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Never let them see your fear
The stage was all mine. With trembling hands, I went to work. ... As sheer dumb luck would have it, the surgery went perfectly.
I was watching our oldest daughter Emili handle the wheel when she steered the car for the first time. At 10, she's been with us half the time she's going to be and is starting to grow up. We've always made driving look so easy, she probably assumed it was a snap. I had to move the wheel several times to keep us from hitting mailboxes and swerving into a ditch. After a few practice runs and some nervous moments, I'm sure she'll be fine. In a few more years, she'll be driving while talking on the phone, drinking a soda and changing the radio station all at the same time.
Her evolution of confidence reminded me of my first c-section on a cow.
I was in the thriving metropolis of Clarendon, Texas, surrounded by cowboys who had seen many more c-sections than I had. In fact, at three weeks post-graduation, I had never seen even one. This meant that the first one I was going to see was about to be done by me. Think about that and then get nervous with me.
These weren't just any cowboys. They were from a ranch that had a reputation for being the best around. I was irked at my veterinary school for never in four years affording me the opportunity to see or do this procedure, although I did see it once on film.
The cowboys were sizing up the young Dr. Brock. They watched my every move, peering right through my artificial confidence. I was already half exhausted from trying to deliver the calf. I had pulled, poked, strained, twisted, lubricated, sweated and groaned for about two hours. All the other veterinarians were gone, and there was no one to turn to except these 15 guys, all of whom looked like the Marlboro Man. And, to make matters worse, they all thought I knew what I was doing.
The vet-school film showed the calf being delivered from the underside, with the cow on her back. I gathered from the cowboys that Dr. Deyhle performed c-sections through the left flank, with the cow standing.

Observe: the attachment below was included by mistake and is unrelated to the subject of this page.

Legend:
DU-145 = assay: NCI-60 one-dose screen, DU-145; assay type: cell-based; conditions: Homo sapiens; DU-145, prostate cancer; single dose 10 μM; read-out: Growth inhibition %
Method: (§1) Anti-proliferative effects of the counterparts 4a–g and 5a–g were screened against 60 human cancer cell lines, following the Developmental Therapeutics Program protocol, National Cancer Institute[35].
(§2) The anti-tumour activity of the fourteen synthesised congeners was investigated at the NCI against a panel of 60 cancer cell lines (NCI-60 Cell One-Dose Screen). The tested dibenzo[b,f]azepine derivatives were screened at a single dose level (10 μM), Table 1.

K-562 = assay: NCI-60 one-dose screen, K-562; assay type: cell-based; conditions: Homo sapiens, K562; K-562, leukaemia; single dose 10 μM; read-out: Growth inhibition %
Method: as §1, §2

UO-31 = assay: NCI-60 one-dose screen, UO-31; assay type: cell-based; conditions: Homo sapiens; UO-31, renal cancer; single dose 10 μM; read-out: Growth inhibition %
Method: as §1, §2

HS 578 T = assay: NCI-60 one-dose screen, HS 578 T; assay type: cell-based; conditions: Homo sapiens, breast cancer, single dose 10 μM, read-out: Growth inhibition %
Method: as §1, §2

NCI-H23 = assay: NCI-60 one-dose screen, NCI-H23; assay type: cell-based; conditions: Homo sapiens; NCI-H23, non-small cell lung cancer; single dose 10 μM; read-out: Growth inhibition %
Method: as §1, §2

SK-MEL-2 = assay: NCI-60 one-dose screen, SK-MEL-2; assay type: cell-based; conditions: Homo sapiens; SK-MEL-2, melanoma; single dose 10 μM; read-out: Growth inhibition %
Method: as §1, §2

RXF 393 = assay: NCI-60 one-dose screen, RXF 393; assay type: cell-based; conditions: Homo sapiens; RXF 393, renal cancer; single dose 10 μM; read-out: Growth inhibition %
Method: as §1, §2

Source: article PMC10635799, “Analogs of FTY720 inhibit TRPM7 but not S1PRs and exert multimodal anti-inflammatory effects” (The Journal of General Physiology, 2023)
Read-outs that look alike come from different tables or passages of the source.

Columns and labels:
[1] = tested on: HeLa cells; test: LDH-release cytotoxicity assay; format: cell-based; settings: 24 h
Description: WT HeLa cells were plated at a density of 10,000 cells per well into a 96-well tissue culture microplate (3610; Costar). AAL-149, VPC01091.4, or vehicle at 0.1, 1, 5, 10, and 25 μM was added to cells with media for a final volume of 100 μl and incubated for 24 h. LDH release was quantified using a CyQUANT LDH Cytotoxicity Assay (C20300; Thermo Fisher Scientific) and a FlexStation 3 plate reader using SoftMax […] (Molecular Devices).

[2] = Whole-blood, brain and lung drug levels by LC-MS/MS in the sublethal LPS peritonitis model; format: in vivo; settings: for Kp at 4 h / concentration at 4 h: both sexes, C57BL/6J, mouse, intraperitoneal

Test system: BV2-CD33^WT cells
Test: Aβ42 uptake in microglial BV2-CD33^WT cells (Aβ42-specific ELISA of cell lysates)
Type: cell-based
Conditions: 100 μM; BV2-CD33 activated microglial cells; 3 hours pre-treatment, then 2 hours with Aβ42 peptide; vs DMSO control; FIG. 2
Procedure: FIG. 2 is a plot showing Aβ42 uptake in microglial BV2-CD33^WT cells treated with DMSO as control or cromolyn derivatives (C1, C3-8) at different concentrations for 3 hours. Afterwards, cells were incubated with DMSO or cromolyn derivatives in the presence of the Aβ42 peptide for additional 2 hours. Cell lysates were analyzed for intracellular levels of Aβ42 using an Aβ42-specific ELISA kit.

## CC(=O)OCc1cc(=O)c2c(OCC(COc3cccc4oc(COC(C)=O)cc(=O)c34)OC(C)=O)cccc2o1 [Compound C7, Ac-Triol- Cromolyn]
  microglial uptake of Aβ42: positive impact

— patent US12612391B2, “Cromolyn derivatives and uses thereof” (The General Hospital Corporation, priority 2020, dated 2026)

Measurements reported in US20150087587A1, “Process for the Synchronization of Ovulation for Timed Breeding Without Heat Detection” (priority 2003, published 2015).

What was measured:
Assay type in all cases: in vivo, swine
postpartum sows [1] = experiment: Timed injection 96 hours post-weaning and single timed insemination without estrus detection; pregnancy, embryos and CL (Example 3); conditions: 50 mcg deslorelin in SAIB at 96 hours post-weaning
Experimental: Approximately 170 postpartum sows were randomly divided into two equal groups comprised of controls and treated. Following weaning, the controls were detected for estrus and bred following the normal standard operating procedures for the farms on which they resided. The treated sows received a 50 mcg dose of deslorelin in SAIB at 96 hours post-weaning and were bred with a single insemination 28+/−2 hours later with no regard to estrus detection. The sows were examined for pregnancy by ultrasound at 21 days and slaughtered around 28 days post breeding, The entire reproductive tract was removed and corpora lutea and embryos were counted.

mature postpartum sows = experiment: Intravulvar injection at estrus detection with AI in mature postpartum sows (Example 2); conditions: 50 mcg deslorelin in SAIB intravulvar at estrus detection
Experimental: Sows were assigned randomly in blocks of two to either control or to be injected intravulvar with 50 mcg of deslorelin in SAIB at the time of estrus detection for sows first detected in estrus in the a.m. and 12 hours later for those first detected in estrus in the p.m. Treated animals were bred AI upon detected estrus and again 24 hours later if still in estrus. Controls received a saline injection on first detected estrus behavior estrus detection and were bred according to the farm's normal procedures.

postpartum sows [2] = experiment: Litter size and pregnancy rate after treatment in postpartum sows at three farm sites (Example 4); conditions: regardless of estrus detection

What was I going to do? I'd never even seen a cow cut open in the flank, much less delivered a calf through that area. On the other hand, if they'd never seen one taken through the belly, they wouldn't know if I were messing up. Under that logic, I told them recent research had shown that the calf and cow did much better if the baby were taken through the belly and, with no visible scar, cows usually sold better. This produced some low murmuring, as they pondered a new idea. If there's one thing I learned about people who live 50 miles from the nearest town, it is that anything new must be studied a while before it is accepted.
After some high-level discussion among the oldest cowboys, it was decided the belly approach would be OK. We all knew that the calf was already dead. Apparently they decided there wasn't much to lose.
They let the cow out of the chute, jumped on her and in no time had her tied up and lying on her back. The stage was all mine. With trembling hands, I went to work. We put a local block in her belly and I went to cutting. As sheer dumb luck would have it, the surgery went perfectly. I was in and out of that cow in about 20 minutes. She got up and went into the trailer like nothing had ever happened.
The guys thought they'd just witnessed the newest thing in c-sections. As they drove off, I could hear them talking about the benefits of the "belly" approach, and how great it was that there was no scar that would keep her from selling.
As for me, I was never so glad to be finished with anything in my life. I could feel the stomach juices churning away at the ulcer I was sure was forming. How many more of these "first-time-see-and-do" procedures would I have to endure?
I grew up a little that day. I never did another c-section through the belly of a cow for anyone but that ranch and, if I can help it, never will.
However, the veterinarian who does their work today tells me the cowboys insist that every c-section be done through the belly.
I finally got to see Dr. Deyhle do one with the cow standing. Boy, is it easier!
I guess we all have to nearly hit the mailbox and swerve a few times before we gain confidence.
I've done hundreds of c-sections over the years now. I can do them even while talking on the phone, drinking a soda and changing the radio station.
Dr. Brock owns the Brock Veterinary Clinic in Lamesa, Texas.